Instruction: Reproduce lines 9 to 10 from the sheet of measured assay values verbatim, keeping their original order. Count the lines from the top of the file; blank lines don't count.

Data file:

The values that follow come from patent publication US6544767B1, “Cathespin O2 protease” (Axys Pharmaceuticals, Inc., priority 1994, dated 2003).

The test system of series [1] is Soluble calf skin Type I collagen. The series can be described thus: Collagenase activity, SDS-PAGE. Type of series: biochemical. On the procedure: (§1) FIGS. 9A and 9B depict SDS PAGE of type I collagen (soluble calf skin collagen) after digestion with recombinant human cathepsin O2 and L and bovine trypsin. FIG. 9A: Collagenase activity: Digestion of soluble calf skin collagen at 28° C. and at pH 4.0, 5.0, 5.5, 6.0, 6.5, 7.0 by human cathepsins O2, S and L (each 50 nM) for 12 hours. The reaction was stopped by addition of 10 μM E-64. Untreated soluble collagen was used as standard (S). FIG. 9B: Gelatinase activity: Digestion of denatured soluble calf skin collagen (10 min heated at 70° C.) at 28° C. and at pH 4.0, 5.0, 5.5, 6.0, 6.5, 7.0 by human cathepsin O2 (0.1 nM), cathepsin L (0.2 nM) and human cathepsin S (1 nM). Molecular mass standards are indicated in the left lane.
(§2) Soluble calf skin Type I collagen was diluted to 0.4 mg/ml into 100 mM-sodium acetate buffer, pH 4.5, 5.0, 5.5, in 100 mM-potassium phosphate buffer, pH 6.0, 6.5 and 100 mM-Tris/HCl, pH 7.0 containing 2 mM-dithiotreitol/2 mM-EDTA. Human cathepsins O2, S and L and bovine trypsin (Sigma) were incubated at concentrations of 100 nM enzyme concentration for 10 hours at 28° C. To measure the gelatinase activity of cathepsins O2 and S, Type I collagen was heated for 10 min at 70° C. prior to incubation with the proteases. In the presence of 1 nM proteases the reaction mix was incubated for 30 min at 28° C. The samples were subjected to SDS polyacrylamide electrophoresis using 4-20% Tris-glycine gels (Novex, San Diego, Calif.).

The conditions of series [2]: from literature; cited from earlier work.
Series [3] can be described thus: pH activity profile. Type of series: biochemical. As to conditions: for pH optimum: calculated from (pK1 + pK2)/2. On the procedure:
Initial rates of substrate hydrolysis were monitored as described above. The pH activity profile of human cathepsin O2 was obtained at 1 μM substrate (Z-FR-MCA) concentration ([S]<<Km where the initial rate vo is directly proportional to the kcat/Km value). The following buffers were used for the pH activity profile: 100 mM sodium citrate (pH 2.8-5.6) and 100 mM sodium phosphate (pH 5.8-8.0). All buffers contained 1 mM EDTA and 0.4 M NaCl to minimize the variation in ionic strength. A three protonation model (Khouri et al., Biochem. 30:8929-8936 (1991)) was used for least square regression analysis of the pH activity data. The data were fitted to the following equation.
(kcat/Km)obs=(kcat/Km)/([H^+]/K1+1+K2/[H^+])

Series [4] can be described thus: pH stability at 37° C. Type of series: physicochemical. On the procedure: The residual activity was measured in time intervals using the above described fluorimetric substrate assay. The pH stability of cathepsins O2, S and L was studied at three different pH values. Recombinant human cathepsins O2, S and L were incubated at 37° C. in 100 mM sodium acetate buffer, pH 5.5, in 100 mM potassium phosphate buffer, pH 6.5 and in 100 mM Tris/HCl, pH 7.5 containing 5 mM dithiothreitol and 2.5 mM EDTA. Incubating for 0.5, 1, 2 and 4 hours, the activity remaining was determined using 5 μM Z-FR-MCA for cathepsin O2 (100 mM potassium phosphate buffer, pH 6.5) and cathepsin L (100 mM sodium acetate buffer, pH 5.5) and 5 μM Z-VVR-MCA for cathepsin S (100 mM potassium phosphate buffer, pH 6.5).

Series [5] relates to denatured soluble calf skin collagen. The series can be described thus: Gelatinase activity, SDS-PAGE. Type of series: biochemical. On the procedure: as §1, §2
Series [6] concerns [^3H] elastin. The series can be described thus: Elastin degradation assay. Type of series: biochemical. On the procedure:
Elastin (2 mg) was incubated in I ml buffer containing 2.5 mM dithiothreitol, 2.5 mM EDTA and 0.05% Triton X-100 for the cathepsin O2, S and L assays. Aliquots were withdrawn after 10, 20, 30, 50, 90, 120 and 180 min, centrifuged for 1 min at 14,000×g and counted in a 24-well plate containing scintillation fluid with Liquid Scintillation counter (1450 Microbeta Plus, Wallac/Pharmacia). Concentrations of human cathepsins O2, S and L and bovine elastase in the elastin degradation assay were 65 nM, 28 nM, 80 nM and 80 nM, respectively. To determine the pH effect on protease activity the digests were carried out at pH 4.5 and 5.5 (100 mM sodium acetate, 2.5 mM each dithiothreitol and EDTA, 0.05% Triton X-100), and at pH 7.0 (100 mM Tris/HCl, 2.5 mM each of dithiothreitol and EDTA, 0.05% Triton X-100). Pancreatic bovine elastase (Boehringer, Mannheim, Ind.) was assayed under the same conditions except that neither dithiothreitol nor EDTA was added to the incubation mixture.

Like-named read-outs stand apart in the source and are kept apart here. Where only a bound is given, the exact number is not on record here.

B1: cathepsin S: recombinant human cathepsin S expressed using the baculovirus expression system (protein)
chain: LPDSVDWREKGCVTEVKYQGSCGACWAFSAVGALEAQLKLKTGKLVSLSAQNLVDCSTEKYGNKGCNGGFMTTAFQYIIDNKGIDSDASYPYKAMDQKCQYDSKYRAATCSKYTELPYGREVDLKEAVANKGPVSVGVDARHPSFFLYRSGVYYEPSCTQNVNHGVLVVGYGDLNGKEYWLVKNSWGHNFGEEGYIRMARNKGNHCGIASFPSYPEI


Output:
Series [5] relates to denatured soluble calf skin collagen. The series can be described thus: Gelatinase activity, SDS-PAGE. Type of series: biochemical. On the procedure: as §1, §2
Series [6] concerns [^3H] elastin. The series can be described thus: Elastin degradation assay. Type of series: biochemical. On the procedure: